"Steroids is a new issue; it's brand new to the policy, which is why we have to update it," Frances Pliskin, guidance counselor at Maple Shade High School, told school board members.
Martin Harmon, the high school principal, said, "So far, it hasn't been a visual problem, but we have heard rumors and innuendoes about some of the kids who are into bodybuilding, that they may be using steroids."
The policy applies to students during regular school hours and at school functions such as dances, football games and field trips.
The procedure for dealing with students under the influence of drugs will remain the same: The principal will notify the parents and the superintendent and arrange for an immediate medical examination.
"Even if a student admits to using drugs, the student is still tested," Pliskin said.
The reason for testing is to find out whether the drug use was an isolated incident or whether the student is addicted. Students who refuse to take the test will be barred from returning to classes, Harmon said.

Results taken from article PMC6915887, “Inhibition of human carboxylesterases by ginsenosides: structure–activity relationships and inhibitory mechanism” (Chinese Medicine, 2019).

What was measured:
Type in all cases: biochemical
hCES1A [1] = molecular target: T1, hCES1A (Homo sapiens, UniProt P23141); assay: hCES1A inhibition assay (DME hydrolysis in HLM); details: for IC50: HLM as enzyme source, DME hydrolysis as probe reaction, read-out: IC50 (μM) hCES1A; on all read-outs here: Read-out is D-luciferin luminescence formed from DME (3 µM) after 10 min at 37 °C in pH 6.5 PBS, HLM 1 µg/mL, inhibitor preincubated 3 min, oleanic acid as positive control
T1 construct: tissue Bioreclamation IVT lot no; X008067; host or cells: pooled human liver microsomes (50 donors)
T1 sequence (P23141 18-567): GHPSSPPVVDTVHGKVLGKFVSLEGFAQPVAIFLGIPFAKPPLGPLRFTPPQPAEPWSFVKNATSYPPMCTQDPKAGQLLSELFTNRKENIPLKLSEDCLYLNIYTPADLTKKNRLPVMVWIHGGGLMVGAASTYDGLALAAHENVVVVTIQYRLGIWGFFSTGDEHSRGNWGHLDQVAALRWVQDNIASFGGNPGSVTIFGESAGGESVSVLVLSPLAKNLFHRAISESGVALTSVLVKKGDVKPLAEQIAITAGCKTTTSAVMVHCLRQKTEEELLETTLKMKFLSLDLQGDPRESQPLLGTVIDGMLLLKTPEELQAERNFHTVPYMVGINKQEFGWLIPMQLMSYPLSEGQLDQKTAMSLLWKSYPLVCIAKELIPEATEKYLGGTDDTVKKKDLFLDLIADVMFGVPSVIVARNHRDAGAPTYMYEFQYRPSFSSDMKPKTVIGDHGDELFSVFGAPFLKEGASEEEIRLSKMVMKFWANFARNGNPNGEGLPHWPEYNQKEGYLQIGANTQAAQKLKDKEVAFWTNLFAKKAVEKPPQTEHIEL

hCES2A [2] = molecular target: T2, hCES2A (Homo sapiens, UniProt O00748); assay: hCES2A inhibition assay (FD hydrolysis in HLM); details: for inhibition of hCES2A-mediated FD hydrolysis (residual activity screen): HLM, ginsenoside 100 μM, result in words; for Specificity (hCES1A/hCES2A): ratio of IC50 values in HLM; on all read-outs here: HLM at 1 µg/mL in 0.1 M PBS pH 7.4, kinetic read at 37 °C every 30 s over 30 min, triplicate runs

The penalties for drug use or possession also will remain the same under the new policy: Positive test results will bring a minimum suspension of five days. The minimum suspension for a second offense is 10 days. School officials may notify police, although they rarely take that step, Pliskin said.
Board member Charles Ansert expressed concern that the police are not called more often, since drug use or possession is a criminal offense.
"It's a judgment call; we always call the parents and tell the principal," Pliskin said. "But we generally don't call the police in for
drug use. However, we do call them when we find out a student is selling drugs."
Students caught selling drugs are suspended for a minimum of 10 days, and the school board evaluates whether expulsion or additional suspension is in order.
But whatever penalty is imposed, records will continue to be kept confidential, in compliance with federal law.